I don’t really understand how people can still leave their kids in hot cars. Why aren’t people getting the message? – Pete, Montreal
In most cases where a child died in a hot car, parents didn’t realize they were in there. And they never think it could happen to them.
“We know awareness isn’t working because these deaths aren’t going down,” said Amber Rollins, director and volunteer manager for Kids and Cars, a U.S.-based advocacy group. “The majority of people believe they would never do this so they don’t take precautions.”
In the United States this year, there have been 21 confirmed deaths from heatstroke of kids left in hot vehicles. In Canada so far this year, there have been two deaths – a three-year-old boy in Burlington, Ont., and a six-month-old boy in Montreal.
On average, 37 kids die in hot cars every year in the United States – 88 per cent are under three years old, Rollins said. In Canada, the numbers are not tracked.
“The number has remained steady since these tragedies began happening in the late 1990s,” Rollins said.
That rise came along with requirements for rear-facing car seats and recommendations to keep children out of the front seat.
It’s safer for kids in the back seat, Rollins said. But with rear-facing seats, you can’t see from the front that they’re occupied.
Parents on autopilot
Who could forget a child in the car?
“In almost every case, it’s parents of young children and they probably aren’t getting a lot of sleep,” Rollins said. “When you’re fatigued, your basal ganglia takes over – it’s that part of your brain that takes you from work to home without thinking where you’re going.”
In the Montreal case, the boy’s father went to pick him up at the daycare and discovered that he hadn’t actually dropped him off in the morning. It was 25 C outside that day.
“I’ve known parents who have taken the car out to lunch and driven back to work without realizing their baby was dead in the back seat,” Rollins said. “Typically, there’s been some change in their daily routine.”
Kids have also died when they’ve climbed into unlocked cars on hot days. While the kids who die have typically been in hot cars for hours, kids can start to suffer heatstroke in just minutes.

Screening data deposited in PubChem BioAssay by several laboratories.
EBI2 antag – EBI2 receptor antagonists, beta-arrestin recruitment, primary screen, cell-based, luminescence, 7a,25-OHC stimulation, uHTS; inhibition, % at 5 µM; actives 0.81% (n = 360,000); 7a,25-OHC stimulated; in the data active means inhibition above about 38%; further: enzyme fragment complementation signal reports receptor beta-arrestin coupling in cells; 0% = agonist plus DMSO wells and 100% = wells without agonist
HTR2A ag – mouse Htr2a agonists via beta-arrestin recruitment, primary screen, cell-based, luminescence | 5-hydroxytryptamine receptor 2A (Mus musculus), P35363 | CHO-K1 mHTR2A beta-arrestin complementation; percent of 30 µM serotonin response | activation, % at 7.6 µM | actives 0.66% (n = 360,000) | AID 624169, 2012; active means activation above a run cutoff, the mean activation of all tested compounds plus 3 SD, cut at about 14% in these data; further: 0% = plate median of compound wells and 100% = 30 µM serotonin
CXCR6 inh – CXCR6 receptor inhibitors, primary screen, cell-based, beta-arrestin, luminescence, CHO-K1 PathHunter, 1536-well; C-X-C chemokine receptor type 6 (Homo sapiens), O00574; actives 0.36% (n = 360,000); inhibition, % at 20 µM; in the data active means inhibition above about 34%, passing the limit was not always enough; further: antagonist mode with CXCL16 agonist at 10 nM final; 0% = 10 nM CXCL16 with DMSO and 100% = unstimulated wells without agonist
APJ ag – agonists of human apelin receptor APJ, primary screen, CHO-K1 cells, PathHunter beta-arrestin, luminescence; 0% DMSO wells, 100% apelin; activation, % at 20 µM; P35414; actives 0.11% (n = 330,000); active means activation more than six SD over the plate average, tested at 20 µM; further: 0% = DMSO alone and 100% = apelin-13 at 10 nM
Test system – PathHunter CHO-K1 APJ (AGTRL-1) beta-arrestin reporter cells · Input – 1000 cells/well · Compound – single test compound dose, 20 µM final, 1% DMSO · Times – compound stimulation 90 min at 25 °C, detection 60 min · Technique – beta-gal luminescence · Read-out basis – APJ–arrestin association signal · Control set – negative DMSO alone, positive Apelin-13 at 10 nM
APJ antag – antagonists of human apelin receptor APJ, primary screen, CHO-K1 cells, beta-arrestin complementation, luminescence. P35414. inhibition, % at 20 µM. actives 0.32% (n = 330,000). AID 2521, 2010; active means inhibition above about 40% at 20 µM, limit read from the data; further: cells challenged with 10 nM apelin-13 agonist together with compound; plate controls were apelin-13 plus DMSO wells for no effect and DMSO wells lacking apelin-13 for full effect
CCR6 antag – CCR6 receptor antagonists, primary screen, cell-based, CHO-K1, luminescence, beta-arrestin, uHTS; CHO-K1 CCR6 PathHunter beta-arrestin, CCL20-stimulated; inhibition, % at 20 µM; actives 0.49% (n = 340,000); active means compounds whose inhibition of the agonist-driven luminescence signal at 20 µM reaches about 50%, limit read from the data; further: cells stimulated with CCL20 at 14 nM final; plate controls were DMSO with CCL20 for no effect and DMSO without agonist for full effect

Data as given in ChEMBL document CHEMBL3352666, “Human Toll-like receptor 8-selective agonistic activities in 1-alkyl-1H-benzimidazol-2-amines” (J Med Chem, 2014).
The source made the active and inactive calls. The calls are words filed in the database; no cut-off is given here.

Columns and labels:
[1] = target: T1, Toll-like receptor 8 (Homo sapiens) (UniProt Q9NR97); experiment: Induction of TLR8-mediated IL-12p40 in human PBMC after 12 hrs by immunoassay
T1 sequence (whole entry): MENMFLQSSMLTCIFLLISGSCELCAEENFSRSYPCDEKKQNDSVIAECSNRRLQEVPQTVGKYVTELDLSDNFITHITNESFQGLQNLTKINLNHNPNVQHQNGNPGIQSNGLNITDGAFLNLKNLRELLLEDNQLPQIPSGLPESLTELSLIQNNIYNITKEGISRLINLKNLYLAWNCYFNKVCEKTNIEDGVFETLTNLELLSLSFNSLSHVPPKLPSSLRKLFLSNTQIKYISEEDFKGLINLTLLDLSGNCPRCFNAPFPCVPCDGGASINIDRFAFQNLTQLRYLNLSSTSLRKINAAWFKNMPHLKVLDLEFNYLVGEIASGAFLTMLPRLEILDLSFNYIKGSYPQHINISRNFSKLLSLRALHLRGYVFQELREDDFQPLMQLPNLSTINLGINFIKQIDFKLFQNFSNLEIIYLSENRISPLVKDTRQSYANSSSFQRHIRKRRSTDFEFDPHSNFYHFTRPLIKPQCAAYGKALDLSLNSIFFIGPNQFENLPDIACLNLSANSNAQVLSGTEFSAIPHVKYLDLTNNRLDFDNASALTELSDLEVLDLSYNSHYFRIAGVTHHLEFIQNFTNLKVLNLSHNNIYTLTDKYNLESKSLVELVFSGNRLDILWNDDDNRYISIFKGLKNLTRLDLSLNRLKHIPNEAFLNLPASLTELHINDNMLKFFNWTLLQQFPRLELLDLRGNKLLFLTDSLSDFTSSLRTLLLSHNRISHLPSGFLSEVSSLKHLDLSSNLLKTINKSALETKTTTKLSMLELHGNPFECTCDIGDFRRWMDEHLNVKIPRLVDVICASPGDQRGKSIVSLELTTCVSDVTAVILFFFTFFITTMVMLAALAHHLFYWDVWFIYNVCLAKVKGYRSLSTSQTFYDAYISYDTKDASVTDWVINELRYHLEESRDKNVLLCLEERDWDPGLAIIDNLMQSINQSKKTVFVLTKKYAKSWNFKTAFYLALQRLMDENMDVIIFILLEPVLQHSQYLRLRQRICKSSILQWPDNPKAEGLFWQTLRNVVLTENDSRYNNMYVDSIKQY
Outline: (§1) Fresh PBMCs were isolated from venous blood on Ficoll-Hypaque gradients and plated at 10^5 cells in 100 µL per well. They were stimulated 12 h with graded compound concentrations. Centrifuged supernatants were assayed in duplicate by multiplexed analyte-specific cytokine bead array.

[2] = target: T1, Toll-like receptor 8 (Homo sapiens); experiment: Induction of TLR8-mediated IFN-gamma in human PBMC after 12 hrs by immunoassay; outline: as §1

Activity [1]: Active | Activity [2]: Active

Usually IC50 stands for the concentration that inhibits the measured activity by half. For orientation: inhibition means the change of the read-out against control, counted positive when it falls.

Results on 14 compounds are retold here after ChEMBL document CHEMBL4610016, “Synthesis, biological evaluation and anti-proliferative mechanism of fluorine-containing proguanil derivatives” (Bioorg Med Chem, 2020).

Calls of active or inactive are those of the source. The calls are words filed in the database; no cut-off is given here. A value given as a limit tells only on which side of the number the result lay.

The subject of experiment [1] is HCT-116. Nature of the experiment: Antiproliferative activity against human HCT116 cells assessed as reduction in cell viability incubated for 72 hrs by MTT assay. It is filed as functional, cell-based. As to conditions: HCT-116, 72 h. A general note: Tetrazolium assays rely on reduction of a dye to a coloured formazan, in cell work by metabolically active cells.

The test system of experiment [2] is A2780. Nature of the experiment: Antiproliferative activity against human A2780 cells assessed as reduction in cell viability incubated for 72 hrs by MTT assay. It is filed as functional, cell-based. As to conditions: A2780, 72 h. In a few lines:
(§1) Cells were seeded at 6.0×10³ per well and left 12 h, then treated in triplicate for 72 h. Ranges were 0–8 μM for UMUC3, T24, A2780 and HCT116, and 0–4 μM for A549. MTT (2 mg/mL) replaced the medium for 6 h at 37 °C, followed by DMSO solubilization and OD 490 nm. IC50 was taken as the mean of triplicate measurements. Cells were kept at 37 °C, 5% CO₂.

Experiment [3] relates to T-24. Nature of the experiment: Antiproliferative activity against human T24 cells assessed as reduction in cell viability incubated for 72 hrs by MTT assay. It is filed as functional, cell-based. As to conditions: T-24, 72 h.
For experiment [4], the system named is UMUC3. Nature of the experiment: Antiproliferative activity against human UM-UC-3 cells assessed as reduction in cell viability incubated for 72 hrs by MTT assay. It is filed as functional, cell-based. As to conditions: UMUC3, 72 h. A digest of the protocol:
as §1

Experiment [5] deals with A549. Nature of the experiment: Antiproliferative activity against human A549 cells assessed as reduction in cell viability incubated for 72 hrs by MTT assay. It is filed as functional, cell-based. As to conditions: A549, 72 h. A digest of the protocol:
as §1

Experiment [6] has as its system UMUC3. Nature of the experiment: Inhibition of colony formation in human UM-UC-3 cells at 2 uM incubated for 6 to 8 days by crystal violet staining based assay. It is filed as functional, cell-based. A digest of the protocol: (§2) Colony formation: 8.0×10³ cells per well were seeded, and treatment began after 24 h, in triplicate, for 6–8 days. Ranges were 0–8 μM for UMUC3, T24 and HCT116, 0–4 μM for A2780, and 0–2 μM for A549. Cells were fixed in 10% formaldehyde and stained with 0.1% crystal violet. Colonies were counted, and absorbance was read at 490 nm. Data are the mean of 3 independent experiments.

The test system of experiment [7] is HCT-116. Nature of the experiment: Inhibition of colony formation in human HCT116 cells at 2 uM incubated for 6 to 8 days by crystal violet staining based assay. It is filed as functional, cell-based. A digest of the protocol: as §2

“Under four years of age, their skin is thinner and they heat up faster,” said Liane Fransblow, trauma co-ordinator at Montreal Children’s Hospital. “Even at 20 degrees [outside], if your kid is in the car without air conditioning for 10 minutes, they’ll start to have some respiratory problems.”
Could technology save lives?
This month, a Quebec coroner recommended mandatory alert systems in all vehicles to warn drivers if there is a child in the back seat.
While there’s a bill before the U.S. Senate that would require a visual and auditory alert of back-seat passengers, Canada has no similar law or policy in the works, Transport Canada said.
Transport Canada said it has reviewed current sensor technology available to manufacturers and “no sensors were effective enough in detecting infants left in a vehicle.”
“Infants can have erratic breathing and heartbeats and they produce only small amounts of carbon dioxide – which all pose significant challenges in detecting their presence,” said Pierre Manoni, Transport Canada spokesman, in an e-mail.
But Rollins said there is “new and emerging technology every day – there is no way that they have studied all of it.”
There are aftermarket systems, apps and child seats with sensors to remind parents of kids in cars.
“We firmly believe that no parent or caretaker thinks such a tragedy could happen to them and therefore, they’re unlikely to buy an aftermarket product to deal with that situation,” Consumer Reports said.
Right now, GM (in the 2017 and 2018 Acadia) and Nissan (in the 2018 Pathfinder) have systems that warn a driver to check the back seat if the back doors were opened within 10 minutes before the car was started.
Neither system senses kids. And GM’s system is deactivated if you stop along the way and don’t reopen the back door, Rollins said. In the fall, Hyundai announced a sensor that will detect movement in the back seat of a locked car, although it hasn’t announced which forthcoming models will have the feature.
But, technology could give parents a “false sense of security,” said Pamela Fuselli, vice-president of knowledge transfer for injury-prevention charity Parachute.
“What if it malfunctions or, like all those car alarms always going off, we get so used to false alarms that we just ignore it?” Fuselli said. “There are low-tech things you can do, like always leaving your cellphone or purse in the back seat, to get you in the habit of checking back there automatically before you leave your car.”
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